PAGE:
...Continued from page 1

Some producers put the date the egg was actually laid on the package. If they put on a phoney date and get caught, they face two months in jail and a fine of 50,000 francs.

Conclusion: if you absolutely must have fresh eggs while you are in Paris, be sure to read last week's Metropole to find out where you can get fresh chickens.

'My' Clint Eastwood has had a Voice Change

Foreign films shown in France are generally 'dubbed' into French. For general distribution, the original sound track - 'voice' track to be precise - is replaced by one in French, spoken by French actors and actresses. This is quite exacting work, because the new voice has to synchronize as closely as possible with the screen images.

From October 1995 to January 1996 the people who do this in France were on strike, and this made some rich moguls angry and some of these people are on a 'black list' and have since had no work. The existence of the 'black list' is denied, and it is also suggested that the replacements hired during the strike, could not be 'fired' merely because the strike is over.

For French film fans this has resulted in hearing a lot of their favorite foreign film stars suddenly House in Sevres sprout new voices. For some obscure reason, Clint Eastwood's regular dubber got a holiday for the job on the 'Bridges of Madison County,' and his fans came out of the cinemas wondering who they had paid to hear.

The other side of the coin is the fact that the good 'voices' often do many actors; the same 'voice' did John Travolta, Nick Nolte, Tom Waits (!), and Mickey Rourke. This particular 'voice' did 70 to 100 films a year, but since the strike has done none. So these actors all have new 'voices' now and the old 'voice' has to sell his furniture.

An old house on the avenue de l'Europe in Sévres.

The dubbers wanted a piece of the 'rights' and went on strike for it. It is claimed that dubbed films account for 87 percent of French cinema receipts, and the claim that French dubbers are good, is one I can agree with. Whether they should be 'stars' or not, is another question. Whether the ex-strikers should be on a 'black list,' is out of the question.

I'll have to think over carefully whether listening to the next Bruce Willis movie in French will be an anti-labor act.

The Public's Choice for 50th Cannes

For the day of the 50th anniversary of the Cannes Film Festival, Sunday, 11. May, an election was conducted by Minitel, from 10. to 20. April - from a selection of 20 winning films.

For a French film, the public gave the most votes to 'Cyrano de Bergerac' by Jean-Paul Rappeneau. Frederico Fellini's 'La Dolce Vita' was voted best foreign film. Cinema operators voted for Robert Altman's 'Mash' as their favorite. The three films will be shown in 100 cinemas throughout France on the day of the anniversary.

Paranoia in Saint-Germain-des-Prés

Armani has taken over the place of the Drugstore, the bookstore Le Divan has been sold by its owners, the publisher Gallimard, to Christian Dior, and the citizens of Saint-Germain are up in arms against the thread merchants.

The owner of an antique shop, who had her rent quadrupled by the city, did a survey street by street, and discovered that 22 shops selling textiles had replaced art galleries, bookshops and antique stores. She is appealing the rent hike.

The fear is, that as the population of this left-bank quarter becomes more middle-class, right-bank boutiques will attempt to set up shop to be closer to these potential customers. The city of Paris seems to play a role here as it appears to be the principal landlord and is not hesitating to raise rents - to levels that low-margin shops dealing in cultural goods can not support.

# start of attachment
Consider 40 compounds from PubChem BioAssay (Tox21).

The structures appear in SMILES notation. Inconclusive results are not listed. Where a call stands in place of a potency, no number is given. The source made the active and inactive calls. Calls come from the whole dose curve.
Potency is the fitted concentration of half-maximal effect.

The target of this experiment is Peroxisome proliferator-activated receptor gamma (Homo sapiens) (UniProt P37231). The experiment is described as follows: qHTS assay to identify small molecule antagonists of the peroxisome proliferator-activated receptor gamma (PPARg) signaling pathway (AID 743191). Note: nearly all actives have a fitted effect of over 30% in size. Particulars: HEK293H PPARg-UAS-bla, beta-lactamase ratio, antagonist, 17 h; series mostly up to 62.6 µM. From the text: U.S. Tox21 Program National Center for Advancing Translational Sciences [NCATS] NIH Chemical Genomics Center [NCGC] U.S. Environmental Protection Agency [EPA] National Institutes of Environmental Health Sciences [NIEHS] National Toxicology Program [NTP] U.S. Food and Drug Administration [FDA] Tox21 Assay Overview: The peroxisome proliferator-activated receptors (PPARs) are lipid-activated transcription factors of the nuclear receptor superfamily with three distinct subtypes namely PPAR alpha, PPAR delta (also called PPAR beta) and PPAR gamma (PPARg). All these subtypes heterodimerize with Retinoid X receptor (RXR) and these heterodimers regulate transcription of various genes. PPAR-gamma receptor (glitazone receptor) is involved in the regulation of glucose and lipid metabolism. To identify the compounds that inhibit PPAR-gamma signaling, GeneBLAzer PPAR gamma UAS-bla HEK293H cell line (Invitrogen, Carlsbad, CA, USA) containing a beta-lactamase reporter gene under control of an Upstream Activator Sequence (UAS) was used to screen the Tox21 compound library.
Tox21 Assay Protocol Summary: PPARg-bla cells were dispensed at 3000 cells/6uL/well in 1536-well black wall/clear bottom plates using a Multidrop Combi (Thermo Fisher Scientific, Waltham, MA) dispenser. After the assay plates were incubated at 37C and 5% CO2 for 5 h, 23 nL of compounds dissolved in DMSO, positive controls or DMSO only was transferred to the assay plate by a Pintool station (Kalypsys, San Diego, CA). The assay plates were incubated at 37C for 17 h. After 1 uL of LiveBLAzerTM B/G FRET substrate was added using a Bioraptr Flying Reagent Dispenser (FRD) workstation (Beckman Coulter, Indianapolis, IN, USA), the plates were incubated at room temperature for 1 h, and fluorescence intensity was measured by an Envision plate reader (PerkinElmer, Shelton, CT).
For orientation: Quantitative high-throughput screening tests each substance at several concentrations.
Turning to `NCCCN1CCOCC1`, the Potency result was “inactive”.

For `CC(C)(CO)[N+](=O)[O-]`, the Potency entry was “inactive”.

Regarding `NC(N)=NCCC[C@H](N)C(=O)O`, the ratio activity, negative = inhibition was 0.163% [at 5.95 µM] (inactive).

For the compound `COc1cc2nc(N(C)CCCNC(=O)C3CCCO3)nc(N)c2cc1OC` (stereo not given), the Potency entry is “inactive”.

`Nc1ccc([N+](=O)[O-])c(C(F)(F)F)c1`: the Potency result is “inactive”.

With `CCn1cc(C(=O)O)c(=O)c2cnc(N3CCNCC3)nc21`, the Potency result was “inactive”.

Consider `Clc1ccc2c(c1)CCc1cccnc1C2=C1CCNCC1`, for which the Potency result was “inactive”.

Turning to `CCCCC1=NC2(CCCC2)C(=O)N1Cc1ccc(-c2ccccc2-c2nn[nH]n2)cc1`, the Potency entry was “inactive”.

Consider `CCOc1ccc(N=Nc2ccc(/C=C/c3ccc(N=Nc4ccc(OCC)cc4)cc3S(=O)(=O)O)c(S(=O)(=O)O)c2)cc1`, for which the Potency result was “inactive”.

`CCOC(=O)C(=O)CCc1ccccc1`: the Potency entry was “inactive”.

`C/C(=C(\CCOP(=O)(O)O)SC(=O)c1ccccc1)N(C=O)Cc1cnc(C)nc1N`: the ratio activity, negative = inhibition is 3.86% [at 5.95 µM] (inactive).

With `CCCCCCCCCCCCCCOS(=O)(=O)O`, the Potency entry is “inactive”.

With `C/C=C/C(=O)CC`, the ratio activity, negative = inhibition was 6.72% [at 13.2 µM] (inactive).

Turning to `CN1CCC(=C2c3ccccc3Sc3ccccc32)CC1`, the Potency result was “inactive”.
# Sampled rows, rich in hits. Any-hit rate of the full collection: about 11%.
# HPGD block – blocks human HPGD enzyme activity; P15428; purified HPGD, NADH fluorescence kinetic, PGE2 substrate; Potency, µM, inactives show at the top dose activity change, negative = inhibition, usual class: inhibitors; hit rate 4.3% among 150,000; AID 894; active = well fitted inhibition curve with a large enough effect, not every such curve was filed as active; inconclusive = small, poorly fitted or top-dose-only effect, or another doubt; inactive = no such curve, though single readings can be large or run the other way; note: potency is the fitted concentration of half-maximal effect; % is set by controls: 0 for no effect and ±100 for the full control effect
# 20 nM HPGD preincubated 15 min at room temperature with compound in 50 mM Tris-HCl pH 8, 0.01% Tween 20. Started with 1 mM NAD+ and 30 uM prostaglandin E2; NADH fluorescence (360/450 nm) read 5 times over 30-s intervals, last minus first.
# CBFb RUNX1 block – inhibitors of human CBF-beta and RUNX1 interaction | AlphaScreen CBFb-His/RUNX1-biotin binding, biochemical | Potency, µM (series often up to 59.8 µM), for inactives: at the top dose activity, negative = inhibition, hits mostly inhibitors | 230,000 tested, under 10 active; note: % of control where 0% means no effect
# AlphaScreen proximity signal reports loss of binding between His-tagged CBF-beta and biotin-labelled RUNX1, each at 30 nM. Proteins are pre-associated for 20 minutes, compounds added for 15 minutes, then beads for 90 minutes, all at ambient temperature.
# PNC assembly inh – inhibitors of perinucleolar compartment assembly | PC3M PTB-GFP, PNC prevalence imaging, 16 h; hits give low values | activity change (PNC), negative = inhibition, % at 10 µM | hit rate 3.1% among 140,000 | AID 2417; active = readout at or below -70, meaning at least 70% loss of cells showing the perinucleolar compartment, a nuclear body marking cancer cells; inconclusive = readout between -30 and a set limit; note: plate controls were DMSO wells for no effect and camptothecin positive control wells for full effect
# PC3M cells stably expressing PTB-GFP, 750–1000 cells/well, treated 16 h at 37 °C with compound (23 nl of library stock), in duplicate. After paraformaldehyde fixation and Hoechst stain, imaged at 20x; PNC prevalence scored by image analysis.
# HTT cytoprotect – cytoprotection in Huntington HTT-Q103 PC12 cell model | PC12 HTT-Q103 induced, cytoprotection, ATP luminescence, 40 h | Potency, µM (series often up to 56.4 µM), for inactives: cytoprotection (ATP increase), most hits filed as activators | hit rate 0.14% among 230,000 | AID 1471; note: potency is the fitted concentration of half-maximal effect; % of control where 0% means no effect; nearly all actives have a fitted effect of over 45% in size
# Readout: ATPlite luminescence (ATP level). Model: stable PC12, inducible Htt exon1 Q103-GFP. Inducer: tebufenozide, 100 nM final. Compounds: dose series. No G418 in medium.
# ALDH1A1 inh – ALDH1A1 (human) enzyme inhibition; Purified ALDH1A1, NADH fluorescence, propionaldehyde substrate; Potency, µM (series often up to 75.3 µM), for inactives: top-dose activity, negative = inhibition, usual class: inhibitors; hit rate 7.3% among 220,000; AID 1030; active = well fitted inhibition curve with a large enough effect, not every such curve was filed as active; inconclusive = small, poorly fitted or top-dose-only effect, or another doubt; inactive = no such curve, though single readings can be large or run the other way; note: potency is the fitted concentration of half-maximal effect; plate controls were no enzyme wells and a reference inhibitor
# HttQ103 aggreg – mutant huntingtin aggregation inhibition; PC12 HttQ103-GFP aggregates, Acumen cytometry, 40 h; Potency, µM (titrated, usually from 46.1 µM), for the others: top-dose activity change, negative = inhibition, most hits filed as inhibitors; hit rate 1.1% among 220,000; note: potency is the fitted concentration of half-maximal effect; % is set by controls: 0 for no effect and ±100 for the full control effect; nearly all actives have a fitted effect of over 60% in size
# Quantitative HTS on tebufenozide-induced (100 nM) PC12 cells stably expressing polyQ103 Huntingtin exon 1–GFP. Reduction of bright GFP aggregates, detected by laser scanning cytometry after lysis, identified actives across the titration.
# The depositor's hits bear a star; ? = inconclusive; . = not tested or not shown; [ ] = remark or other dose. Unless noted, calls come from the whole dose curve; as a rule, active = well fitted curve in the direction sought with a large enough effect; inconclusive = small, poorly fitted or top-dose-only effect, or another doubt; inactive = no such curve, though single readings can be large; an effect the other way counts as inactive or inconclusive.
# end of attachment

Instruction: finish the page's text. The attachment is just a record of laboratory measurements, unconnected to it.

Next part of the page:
A large number of art, theatre, music, film, and literary figures still live in and around Saint-Germain and they are resolutely against this development. There is a neighborhood association, and it is calling for the creation of a special category of protection: a 'national label of shops with a cultural utility' - a sort of historic monument status.

Although not a resident, Juilette Greco is on the scene, as are Charles Aznavour, Laurent Terzieff, César, Carlos - but Catherine Deneuve failed to show up at a recent meeting at the Nesle Gallery.

René Monory, Président of the nearby Sénat did appear. He came to support his cabinet director, Jean-Dominique Giuliani, also a centrist council member of the sixth arrondissement, and the instigator of the local association.

Especially on the boulevard, I always thought there were a lot of clothing shops - but I never saw the boulevard in the old days. Unless you are blind, you can't miss the Armani development at the corner of the rue de Rennes - there is a textile shield hiding the renovations going on behind. It is about six stories high and it has a big logo on it.

You can not help but see it from in front of the church, but if you sit at the very rear in the Deux Magots it might not be visible, but I'm not sure.

No Sports News Again

Due to not watching any TV-news except for election video-clips, there is no new Sports News this week.

Go to page : 1 - 2
In Metropole Paris
Latest Issue
2008 Issues
2007 | 2006 | 2005
2004 | 2003 | 2002
2001 | 2000 | 1999
1998 | 1997 | 1996
In Metropole Paris
About Metropole
About the Café Club
Links | Search Site
The Lodging Page
Paris Museums List
Metropole's 1996 Tours
Metropole's 2003 Tours
Support Metropole
Metropole's Books
Shop with Metropole
Metropole's Wine
metropole paris goodblogweek button
Send email concerning the
contents to: Ric Erickson, Editor.
Metropole Midi © 2014
– unless stated otherwise.
logo, metropole sml midi logo No matter how good it tastes,
there is no such thing
as a free lunch.
Waldo Bini